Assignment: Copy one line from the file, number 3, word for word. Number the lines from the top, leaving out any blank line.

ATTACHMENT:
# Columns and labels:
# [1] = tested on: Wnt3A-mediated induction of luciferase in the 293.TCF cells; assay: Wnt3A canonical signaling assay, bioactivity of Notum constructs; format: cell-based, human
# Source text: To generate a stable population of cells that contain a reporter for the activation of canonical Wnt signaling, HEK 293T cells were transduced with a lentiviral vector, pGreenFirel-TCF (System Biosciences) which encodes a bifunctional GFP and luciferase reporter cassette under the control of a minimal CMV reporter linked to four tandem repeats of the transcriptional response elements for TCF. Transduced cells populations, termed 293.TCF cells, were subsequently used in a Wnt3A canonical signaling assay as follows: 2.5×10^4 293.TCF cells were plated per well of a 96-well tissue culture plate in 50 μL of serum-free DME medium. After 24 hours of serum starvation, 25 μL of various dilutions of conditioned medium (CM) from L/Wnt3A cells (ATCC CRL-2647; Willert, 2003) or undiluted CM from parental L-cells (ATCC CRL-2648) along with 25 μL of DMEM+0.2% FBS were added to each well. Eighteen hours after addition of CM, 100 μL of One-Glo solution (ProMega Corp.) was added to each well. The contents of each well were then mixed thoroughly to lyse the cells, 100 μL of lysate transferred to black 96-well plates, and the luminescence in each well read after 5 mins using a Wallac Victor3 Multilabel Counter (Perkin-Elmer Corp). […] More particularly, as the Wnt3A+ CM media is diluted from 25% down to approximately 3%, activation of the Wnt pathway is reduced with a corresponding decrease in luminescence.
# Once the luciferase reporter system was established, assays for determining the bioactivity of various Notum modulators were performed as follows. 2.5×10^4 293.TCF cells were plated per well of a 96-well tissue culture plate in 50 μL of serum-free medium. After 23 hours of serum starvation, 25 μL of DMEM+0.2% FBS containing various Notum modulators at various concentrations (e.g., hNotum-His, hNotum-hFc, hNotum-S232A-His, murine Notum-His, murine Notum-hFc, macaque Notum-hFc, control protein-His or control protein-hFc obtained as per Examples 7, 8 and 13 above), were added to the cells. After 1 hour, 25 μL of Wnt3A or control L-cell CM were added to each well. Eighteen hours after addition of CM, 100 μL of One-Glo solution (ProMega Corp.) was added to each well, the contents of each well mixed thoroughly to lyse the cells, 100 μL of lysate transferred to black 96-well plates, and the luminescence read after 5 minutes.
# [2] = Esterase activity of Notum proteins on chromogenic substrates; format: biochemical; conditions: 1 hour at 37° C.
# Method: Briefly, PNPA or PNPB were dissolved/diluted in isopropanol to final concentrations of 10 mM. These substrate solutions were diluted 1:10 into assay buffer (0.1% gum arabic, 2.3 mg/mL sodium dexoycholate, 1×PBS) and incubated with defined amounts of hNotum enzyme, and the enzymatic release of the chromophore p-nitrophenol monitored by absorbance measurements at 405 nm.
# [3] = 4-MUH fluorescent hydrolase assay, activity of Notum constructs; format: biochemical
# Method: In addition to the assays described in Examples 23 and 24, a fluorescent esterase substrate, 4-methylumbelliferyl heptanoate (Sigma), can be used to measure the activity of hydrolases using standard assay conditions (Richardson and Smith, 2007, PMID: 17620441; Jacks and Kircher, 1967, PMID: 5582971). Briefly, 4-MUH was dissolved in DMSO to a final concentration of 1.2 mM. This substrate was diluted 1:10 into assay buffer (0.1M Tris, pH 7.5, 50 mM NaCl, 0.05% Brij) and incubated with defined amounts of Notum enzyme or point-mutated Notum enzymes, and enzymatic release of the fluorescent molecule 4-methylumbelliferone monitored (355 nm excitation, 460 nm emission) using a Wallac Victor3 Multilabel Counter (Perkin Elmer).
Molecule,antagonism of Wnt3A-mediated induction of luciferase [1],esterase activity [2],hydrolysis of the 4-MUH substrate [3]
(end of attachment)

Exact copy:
# Source text: To generate a stable population of cells that contain a reporter for the activation of canonical Wnt signaling, HEK 293T cells were transduced with a lentiviral vector, pGreenFirel-TCF (System Biosciences) which encodes a bifunctional GFP and luciferase reporter cassette under the control of a minimal CMV reporter linked to four tandem repeats of the transcriptional response elements for TCF. Transduced cells populations, termed 293.TCF cells, were subsequently used in a Wnt3A canonical signaling assay as follows: 2.5×10^4 293.TCF cells were plated per well of a 96-well tissue culture plate in 50 μL of serum-free DME medium. After 24 hours of serum starvation, 25 μL of various dilutions of conditioned medium (CM) from L/Wnt3A cells (ATCC CRL-2647; Willert, 2003) or undiluted CM from parental L-cells (ATCC CRL-2648) along with 25 μL of DMEM+0.2% FBS were added to each well. Eighteen hours after addition of CM, 100 μL of One-Glo solution (ProMega Corp.) was added to each well. The contents of each well were then mixed thoroughly to lyse the cells, 100 μL of lysate transferred to black 96-well plates, and the luminescence in each well read after 5 mins using a Wallac Victor3 Multilabel Counter (Perkin-Elmer Corp). […] More particularly, as the Wnt3A+ CM media is diluted from 25% down to approximately 3%, activation of the Wnt pathway is reduced with a corresponding decrease in luminescence.